Companies use IBM's WebSphere, and software from BEA Systems, for example, to power a Web site or corporate Web server. But before Tuesday, IBM had said the software was developed mainly to be used by a personal computer.
WebSphere Everyplace Access will make personal digital assistants and cell phones compatible with WebSphere-created products, which, for example, would allow a person to get behind a corporate firewall with a mobile device and change a sales report on the fly.
The reliance on handhelds in the corporate world, like the BlackBerry e-mail device, is growing steadily. With the new software, IBM is looking to take advantage of the trend.
"IBM is saying they want to do more than just personal computers," Gartner wireless analyst Ken Dulaney said.
Dulaney says IBM is among the first of the major players in this market--which includes Oracle and Microsoft--to detail how it plans to add the growing number of wireless devices into its corporate software products.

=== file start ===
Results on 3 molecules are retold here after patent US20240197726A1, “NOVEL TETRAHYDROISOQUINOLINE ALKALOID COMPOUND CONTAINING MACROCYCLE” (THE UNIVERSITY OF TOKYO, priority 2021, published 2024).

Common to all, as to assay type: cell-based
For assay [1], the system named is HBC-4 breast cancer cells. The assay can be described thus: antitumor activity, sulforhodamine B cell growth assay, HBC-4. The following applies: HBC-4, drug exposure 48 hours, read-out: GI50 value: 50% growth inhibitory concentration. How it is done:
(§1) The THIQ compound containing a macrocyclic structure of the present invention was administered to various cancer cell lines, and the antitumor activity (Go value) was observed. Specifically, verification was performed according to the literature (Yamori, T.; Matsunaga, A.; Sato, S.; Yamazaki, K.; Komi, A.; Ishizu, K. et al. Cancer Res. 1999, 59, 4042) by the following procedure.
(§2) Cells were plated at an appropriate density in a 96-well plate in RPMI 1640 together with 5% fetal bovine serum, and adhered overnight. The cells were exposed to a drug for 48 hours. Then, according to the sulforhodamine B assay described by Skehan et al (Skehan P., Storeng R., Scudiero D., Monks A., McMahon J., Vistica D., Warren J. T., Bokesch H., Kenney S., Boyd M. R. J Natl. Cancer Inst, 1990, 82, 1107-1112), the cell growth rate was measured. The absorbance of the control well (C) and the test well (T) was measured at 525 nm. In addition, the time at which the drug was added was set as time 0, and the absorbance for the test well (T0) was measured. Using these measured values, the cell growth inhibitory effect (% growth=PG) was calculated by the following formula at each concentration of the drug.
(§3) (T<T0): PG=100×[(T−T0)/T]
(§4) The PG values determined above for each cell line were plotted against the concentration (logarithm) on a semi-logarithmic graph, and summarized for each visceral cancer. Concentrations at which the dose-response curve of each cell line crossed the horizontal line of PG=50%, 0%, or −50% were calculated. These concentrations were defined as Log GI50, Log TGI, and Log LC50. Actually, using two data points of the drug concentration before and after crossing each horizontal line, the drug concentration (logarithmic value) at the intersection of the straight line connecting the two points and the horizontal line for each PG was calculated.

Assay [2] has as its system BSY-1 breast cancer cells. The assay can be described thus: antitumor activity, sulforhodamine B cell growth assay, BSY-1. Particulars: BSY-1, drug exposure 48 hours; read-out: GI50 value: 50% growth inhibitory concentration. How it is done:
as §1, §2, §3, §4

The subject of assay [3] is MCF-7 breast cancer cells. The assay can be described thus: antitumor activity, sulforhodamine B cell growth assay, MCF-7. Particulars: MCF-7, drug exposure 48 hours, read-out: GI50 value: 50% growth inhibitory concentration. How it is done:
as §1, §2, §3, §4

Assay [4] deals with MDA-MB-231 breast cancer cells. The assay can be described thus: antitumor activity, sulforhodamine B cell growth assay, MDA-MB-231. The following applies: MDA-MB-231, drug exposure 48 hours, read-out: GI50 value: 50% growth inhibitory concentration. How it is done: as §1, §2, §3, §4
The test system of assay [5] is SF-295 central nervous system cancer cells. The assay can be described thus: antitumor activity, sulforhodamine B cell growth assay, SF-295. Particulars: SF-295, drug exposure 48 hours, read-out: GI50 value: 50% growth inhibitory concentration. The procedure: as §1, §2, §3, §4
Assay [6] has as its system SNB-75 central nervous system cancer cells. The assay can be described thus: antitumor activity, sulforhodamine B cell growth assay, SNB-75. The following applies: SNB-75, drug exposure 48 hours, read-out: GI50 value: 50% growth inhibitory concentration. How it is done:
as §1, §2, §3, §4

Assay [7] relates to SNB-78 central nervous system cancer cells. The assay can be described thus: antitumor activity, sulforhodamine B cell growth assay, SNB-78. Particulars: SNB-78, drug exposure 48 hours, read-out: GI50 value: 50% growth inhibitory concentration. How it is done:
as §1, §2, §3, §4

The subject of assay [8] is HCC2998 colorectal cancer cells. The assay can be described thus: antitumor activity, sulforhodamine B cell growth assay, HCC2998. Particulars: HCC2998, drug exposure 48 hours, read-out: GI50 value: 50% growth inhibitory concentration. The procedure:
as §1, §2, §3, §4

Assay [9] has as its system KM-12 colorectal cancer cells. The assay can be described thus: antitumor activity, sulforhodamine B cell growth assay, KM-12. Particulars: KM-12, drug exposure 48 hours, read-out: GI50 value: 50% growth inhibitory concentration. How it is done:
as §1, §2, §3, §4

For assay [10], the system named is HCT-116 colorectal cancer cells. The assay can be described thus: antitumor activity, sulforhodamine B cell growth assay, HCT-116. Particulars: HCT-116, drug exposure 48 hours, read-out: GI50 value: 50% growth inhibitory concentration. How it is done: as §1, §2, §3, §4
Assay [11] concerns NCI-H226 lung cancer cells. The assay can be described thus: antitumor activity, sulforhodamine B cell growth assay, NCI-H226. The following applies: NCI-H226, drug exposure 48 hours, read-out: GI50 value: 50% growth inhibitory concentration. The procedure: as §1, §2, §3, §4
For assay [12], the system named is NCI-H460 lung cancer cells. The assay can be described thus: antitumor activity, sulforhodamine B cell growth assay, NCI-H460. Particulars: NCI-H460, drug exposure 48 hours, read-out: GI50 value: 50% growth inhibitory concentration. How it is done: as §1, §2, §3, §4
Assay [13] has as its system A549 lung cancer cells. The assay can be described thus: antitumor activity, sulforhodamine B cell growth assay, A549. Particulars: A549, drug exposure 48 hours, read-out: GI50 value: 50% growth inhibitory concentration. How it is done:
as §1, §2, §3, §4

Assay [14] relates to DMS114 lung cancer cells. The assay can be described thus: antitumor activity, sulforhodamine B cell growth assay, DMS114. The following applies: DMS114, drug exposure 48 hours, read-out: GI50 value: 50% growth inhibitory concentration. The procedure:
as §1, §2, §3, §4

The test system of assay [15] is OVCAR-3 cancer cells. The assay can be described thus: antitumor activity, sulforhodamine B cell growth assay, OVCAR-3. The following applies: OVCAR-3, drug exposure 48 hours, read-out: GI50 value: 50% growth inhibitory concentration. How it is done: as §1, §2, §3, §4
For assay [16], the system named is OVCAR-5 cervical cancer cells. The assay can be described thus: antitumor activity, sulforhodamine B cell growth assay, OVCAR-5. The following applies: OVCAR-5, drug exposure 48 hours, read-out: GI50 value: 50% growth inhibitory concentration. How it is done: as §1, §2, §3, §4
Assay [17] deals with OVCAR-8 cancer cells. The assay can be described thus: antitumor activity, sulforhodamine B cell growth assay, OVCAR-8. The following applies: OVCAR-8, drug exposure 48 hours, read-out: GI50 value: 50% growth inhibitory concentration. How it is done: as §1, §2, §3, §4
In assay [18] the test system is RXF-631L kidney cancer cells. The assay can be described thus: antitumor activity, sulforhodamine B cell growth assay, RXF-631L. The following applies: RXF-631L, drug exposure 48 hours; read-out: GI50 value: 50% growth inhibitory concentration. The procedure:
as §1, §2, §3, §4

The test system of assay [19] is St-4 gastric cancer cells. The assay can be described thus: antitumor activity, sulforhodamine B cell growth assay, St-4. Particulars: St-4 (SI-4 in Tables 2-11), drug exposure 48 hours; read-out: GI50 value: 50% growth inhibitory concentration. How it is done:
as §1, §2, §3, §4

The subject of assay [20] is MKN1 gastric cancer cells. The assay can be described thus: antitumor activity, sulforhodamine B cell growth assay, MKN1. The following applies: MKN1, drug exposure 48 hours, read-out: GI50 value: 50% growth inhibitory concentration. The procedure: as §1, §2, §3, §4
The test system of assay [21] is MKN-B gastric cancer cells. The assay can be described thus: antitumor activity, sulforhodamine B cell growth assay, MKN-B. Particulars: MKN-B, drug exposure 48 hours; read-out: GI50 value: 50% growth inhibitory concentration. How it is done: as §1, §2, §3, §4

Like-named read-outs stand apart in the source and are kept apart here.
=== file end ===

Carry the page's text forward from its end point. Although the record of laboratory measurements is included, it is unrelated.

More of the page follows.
"The other guys have said, 'Yeah, yeah, we'll do that,' but you don't feel as confident because you don't really know what they are doing," Dulaney said.
Representatives for Microsoft and Oracle could not be reached for comment Tuesday.
Nevertheless, these companies have all made a good living selling the back-end software that runs companies' computer networks--from e-commerce software used in building and running Web sites to database software that collects and stores corporate information.
But as more consumers and workers use cell phones and other handheld devices to connect to the Internet, the software makers are revamping their business strategies and parlaying their expertise to target the wireless industry.